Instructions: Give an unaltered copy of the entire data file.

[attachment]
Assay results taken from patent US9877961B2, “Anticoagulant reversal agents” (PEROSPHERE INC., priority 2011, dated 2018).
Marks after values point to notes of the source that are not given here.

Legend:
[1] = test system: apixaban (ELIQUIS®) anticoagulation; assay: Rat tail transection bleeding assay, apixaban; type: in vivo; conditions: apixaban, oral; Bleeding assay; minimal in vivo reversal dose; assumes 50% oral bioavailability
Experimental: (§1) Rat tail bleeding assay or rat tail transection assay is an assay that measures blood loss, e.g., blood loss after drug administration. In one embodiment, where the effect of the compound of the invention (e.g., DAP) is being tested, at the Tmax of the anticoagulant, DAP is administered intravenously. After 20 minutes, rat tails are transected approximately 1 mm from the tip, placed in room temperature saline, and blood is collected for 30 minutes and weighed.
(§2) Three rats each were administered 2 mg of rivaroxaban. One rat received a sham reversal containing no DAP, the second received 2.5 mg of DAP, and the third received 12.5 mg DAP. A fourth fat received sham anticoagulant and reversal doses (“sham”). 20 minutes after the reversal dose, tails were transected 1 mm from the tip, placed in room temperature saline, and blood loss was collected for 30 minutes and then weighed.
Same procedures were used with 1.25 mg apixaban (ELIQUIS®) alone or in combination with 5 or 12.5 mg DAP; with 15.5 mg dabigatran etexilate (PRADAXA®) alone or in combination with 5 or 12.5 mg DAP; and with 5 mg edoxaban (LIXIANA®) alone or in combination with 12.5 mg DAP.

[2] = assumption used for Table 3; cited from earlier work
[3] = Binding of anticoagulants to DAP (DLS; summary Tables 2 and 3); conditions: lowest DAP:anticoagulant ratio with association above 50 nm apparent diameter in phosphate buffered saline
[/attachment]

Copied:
Assay results taken from patent US9877961B2, “Anticoagulant reversal agents” (PEROSPHERE INC., priority 2011, dated 2018).
Marks after values point to notes of the source that are not given here.

Legend:
[1] = test system: apixaban (ELIQUIS®) anticoagulation; assay: Rat tail transection bleeding assay, apixaban; type: in vivo; conditions: apixaban, oral; Bleeding assay; minimal in vivo reversal dose; assumes 50% oral bioavailability
Experimental: (§1) Rat tail bleeding assay or rat tail transection assay is an assay that measures blood loss, e.g., blood loss after drug administration. In one embodiment, where the effect of the compound of the invention (e.g., DAP) is being tested, at the Tmax of the anticoagulant, DAP is administered intravenously. After 20 minutes, rat tails are transected approximately 1 mm from the tip, placed in room temperature saline, and blood is collected for 30 minutes and weighed.
(§2) Three rats each were administered 2 mg of rivaroxaban. One rat received a sham reversal containing no DAP, the second received 2.5 mg of DAP, and the third received 12.5 mg DAP. A fourth fat received sham anticoagulant and reversal doses (“sham”). 20 minutes after the reversal dose, tails were transected 1 mm from the tip, placed in room temperature saline, and blood loss was collected for 30 minutes and then weighed.
Same procedures were used with 1.25 mg apixaban (ELIQUIS®) alone or in combination with 5 or 12.5 mg DAP; with 15.5 mg dabigatran etexilate (PRADAXA®) alone or in combination with 5 or 12.5 mg DAP; and with 5 mg edoxaban (LIXIANA®) alone or in combination with 12.5 mg DAP.

[2] = assumption used for Table 3; cited from earlier work
[3] = Binding of anticoagulants to DAP (DLS; summary Tables 2 and 3); conditions: lowest DAP:anticoagulant ratio with association above 50 nm apparent diameter in phosphate buffered saline